After a seven-hour meeting Monday night, the Mapleton Board of Adjustment overturned city officials' decision to issue grading permits that approved excavation on heavily contested Maple Mountain property.

In response to an appeal filed in late October by Mapleton resident Jim Lundberg and Friends of Maple Mountain Inc., the board reviewed city staff's approval of two grading permits to Dr. Wendell Gibby — which Gibby initially applied for in 2003 — on Oct. 15. The grading permits would allow Gibby to plow a 12-foot-wide road and move power lines to the east side of his property, located at 2000 E. Dogwood Drive.

After lengthy discussion, the board ruled city ordinances were violated when the grading permits were approved. Board member Boyd Adams called the meeting a laborious, difficult task.

"For us to vote against the City Council was a hard thing," he said. "But I feel like, as a board, we made the right decision."

Specifically, the board decided the permits violated city code because they were not issued pursuant to an approved development plan, the developer did not show good cause as determined by the planning commission, they were granted without an approved site plan and the proposed vehicle access roads were not approved pursuant to an approved site plan, City Attorney Lyle Fuller said.

Gibby did not attend the meeting, but his lawyer, Dayle Jeffs, briefed him afterwards. He said the decision is "not atypical for this board." He also said he is disappointed two board members demonstrated a bias against him by signing a petition calling for a referendum to decide whether his property should be upgraded from a critical-environment to a planned-development zone.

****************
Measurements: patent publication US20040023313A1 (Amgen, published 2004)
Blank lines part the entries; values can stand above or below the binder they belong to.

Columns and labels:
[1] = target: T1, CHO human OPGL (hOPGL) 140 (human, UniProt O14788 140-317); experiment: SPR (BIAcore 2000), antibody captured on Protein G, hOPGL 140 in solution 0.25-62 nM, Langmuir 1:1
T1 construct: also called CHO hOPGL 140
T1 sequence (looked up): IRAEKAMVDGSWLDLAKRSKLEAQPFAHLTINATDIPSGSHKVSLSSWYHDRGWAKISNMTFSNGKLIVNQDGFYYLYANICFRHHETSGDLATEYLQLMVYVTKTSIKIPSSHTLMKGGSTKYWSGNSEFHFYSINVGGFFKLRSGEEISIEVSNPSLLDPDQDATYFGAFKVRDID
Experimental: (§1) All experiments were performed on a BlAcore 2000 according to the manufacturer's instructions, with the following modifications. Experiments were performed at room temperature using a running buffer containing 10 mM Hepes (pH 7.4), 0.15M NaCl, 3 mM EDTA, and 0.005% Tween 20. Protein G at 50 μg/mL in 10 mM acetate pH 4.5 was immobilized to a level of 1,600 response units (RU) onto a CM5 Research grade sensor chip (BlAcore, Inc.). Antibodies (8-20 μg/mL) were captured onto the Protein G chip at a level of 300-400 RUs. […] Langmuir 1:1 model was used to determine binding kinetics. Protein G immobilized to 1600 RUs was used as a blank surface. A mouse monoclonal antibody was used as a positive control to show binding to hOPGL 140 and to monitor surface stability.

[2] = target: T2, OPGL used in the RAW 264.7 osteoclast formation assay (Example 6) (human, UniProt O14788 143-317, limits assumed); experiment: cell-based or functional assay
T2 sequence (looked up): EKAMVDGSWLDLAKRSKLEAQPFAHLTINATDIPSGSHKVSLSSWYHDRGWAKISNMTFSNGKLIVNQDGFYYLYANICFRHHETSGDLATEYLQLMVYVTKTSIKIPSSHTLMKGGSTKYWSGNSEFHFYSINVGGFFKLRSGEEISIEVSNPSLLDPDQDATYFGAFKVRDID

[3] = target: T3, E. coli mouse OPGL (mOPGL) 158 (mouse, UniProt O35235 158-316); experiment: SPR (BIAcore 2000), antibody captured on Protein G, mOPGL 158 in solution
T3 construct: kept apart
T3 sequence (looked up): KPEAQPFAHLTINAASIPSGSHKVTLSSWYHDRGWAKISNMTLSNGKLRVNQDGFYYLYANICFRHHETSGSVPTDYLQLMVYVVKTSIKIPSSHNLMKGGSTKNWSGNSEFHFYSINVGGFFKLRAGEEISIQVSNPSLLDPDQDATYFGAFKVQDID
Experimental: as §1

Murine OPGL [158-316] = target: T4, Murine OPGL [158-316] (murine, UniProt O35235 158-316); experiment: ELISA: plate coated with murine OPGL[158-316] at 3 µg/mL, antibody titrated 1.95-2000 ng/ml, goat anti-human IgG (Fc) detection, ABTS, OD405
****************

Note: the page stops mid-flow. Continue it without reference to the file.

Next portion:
Adams, who signed the petition, said he initially excused himself from discussion when the board gathered in mid-November because he didn't want any perceived biases to compromise the board's proceedings. Later, an attorney told him he could participate because he had no conflicts of interest or financial interests in the board's decision.

"If I had a bias Monday night, it was I did not want to be there," he said. "It's a no-win situation."

Adams also said he was not voting for or against Gibby; he was merely assessing whether city staff followed proper protocol.

"I would have done almost anything to move this project forward," he said. "My fear is our decision has prolonged the agony of a constant blood-letting and litigation."

Gibby said Adams' fear may be well-founded. The grading permits were conditions in a memorandum of understanding that was intended to settle several pending lawsuits between Gibby and Mapleton. He said the city will have to appeal the board's decision, but Fuller said it is still uncertain whether the city will appeal.

"We are reviewing that right now and haven't made a decision," he said.

In other legal developments, lawyers representing Mapleton and Friends of Maple Mountain Inc. have finished the testimony portion of a trial Friday that will determine whether voters can have a say in the rezoning of Gibby's property. Fuller said each party will file their post-trial briefs by Jan. 11 and closing arguments will take place Jan. 18. He said 4th District Judge Darold McDade should reach a ruling quickly.

Gibby said he's reasonably certain the court will rule in his favor. During testimony, city officials stated they spent 3,000 hours studying expert opinion offered on the rezone.

"The average voter is not going to have access to all that information," he said.


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